Managing your studies and social life. Your organizational skills will come to the fore, which should be a gauge of how you can achieve a work-life balance. You must know your priorities, if not what tasks that must be done immediately. On the other hand, burnout is not uncommon among students. You can talk about it with your coursemates, and there are many avenues that you can imagine.

Honing your analytical skills. It can be a scholarly exercise, where you critique a classic novel. It can also be deducing a conclusion from observations that you would gather after performing an experiment (in a laboratory). It can be statistical data as well. This could help you in customizing your resume depending on what recruiters are looking for. And no two recruiters have the same set of requirements.

Coping with the pressure. Meeting essay deadlines, studying for successive examinations, and reading (and browsing) the titles in the reading list can be a cause for stress. You'll whine about it, do your utmost best or both. Your attitude will indicate how you deal with work-related pressure, problems arising from your disappointment (or lack of fulfillment) in the office or both. Are you up to the challenge? If you think you have what it takes (to make it in the long run), then you can go to the next item.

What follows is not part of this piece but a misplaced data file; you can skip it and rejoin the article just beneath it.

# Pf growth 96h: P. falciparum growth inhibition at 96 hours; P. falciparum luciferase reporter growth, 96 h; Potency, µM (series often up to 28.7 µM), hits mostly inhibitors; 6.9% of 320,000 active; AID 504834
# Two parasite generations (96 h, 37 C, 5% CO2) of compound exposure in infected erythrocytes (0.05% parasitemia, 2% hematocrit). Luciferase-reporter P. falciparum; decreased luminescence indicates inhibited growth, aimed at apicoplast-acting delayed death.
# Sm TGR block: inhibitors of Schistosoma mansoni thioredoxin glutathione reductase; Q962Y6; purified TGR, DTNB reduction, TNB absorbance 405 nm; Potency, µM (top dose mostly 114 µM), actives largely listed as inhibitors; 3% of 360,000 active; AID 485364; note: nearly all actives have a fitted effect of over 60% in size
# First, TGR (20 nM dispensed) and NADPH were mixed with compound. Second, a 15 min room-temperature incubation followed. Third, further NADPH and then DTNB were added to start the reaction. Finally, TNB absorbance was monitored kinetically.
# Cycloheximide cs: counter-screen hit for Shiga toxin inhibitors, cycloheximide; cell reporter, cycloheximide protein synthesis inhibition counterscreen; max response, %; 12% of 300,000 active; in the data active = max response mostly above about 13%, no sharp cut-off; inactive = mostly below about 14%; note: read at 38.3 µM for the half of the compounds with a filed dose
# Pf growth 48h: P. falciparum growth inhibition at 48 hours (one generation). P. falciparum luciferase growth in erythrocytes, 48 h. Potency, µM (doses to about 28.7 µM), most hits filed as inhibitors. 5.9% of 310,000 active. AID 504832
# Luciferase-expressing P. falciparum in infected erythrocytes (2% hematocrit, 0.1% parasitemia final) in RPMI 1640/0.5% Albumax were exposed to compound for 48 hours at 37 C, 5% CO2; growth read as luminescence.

Do you listen at all? Do you pay attention to your professors? Do you take heed of your tutor's advice? Do you think about the constructive criticism from your coursemates? If you can honestly answer all the questions in the affirmative, then you'll likely to have a pleasant relationship with your (soon-to-be) colleagues. But the university would teach you to take anything with a grain of salt. Tertiary education should help you learn to use your judgment wisely.

How well do you know your numbers? It can refer to the length of time that it will take you to finish a 2,000-word essay, also a statistical table (after looking at your data for several hours.) It has something to do with your limited budget as well. You can use it to promote yourself, but don't be prone to exaggeration.